Now, before you start sweating at the sheer thought of cycling, take a deep breath: Not all classes involve spinning your legs as quickly as you can while trying to keep up with what seems like the fastest song in existence. Depending on what kind of cycling class you take, you’ll either end up doing those speedy, sweat-inducing intervals or something that feels like you’re riding uphill and downhill on outdoor terrain. Either way, the low-impact exercise can give your body a serious boost.
The Benefits of Cycling
If you’ve been searching for a form of cardio that doesn’t cause wear and tear on your body like running, you’ve found your perfect match. Whether you’re cycling indoors or outdoors, it’s an easy way to not only burn fat, but also tone your muscles, says New York City-based personal trainer Lana Herzig. Depending on the level of intensity, you can burn up to 800 calories an hour doing something that doesn’t cause wear and tear to your body. And when it comes to your physical and mental health, past research has shown cycling can help keep your heart healthy and fight off cancer, help you de-stress, and even help you sleep more deeply at night.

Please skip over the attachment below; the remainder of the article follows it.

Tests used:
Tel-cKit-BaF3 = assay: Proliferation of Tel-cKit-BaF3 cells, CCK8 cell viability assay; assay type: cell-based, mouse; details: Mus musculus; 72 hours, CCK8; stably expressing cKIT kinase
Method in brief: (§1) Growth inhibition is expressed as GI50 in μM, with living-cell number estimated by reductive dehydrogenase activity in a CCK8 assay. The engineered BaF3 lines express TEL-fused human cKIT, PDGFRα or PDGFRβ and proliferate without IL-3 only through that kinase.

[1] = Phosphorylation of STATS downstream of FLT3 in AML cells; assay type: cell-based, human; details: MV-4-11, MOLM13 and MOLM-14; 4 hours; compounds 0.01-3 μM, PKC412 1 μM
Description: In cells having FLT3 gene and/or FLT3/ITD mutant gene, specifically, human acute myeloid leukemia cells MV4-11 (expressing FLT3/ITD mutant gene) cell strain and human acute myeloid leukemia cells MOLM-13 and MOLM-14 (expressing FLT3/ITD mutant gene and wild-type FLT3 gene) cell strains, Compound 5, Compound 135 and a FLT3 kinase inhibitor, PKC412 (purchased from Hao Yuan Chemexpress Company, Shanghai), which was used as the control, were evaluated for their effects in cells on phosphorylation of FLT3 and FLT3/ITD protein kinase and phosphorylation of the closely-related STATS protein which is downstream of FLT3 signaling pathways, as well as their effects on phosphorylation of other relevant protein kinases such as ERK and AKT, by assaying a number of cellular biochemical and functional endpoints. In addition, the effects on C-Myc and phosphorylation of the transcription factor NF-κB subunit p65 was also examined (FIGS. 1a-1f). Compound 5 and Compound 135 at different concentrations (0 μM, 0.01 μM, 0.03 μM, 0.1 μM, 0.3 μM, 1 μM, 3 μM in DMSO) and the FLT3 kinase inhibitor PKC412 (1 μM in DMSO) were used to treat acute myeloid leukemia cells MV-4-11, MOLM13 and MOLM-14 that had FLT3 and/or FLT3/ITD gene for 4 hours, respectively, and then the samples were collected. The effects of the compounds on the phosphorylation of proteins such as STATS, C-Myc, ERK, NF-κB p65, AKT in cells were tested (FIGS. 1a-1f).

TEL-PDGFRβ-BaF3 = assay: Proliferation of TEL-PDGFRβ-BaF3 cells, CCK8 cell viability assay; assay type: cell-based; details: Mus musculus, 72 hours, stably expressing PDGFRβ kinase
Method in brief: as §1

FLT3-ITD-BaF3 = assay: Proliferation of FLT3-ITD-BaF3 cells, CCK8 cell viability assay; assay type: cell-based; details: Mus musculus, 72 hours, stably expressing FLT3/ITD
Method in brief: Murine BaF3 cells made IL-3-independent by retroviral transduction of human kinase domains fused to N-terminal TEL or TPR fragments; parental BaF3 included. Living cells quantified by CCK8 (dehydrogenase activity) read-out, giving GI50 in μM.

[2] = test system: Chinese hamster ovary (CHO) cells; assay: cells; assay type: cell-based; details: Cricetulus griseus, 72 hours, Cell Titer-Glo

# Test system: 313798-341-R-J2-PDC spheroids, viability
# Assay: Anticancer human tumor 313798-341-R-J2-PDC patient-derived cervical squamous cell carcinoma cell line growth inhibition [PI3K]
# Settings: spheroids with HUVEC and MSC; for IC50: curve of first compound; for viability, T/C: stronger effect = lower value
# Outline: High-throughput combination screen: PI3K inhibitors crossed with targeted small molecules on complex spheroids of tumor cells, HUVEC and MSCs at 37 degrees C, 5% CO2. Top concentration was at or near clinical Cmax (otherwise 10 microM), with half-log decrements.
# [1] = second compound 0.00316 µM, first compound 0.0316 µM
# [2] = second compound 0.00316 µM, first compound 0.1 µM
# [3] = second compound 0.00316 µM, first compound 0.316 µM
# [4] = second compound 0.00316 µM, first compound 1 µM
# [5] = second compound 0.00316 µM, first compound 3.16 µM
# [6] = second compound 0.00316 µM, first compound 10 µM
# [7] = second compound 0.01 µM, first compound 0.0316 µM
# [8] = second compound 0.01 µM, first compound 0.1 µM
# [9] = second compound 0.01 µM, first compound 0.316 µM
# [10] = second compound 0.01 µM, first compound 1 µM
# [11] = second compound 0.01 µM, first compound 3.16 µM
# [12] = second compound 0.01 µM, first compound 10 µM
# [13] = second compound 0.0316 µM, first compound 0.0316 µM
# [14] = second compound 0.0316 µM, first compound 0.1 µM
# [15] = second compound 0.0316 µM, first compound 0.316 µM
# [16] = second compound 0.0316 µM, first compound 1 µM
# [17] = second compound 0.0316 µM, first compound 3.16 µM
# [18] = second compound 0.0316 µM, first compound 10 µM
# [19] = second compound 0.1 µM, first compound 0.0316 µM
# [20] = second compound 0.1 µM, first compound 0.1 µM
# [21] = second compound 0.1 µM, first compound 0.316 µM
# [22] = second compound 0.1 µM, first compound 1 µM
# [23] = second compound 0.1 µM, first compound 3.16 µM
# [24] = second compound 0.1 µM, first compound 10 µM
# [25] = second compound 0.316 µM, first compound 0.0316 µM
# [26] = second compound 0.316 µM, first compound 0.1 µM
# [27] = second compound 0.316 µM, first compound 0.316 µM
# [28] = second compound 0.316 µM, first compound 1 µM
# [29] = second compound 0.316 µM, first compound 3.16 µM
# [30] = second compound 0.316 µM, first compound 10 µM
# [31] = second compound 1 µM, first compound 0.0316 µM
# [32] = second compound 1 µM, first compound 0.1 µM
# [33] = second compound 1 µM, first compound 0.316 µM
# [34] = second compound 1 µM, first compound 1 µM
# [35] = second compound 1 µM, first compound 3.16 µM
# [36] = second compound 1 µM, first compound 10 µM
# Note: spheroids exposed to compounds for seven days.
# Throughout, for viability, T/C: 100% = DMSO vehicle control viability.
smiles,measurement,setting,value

The Pros and Cons of Cycling
Because cycling is so low-impact and easy on the joints, it allows people of all ages, fitness levels, and medical conditions to amp up their heart rate in a safe, body-friendly way. “Individuals with knee pain or arthritis could benefit greatly from this workout versus other high-impact exercises,” Herzig says. Despite it being easy on the body, you can overdo it, though. One study published in the Journal of Strength and Conditioning found cycling too often could fatigue your body rather than benefit it, so don’t make it an everyday thing.
How to Get a Solid Cycling Workout
To get the most out of cycling, find a happy medium when incorporating it into your fitness routine. According to Herzig, the best way to improve your cardiovascular health and reap all the mind and body benefits is riding for 60 minutes 3 to 5 times a week.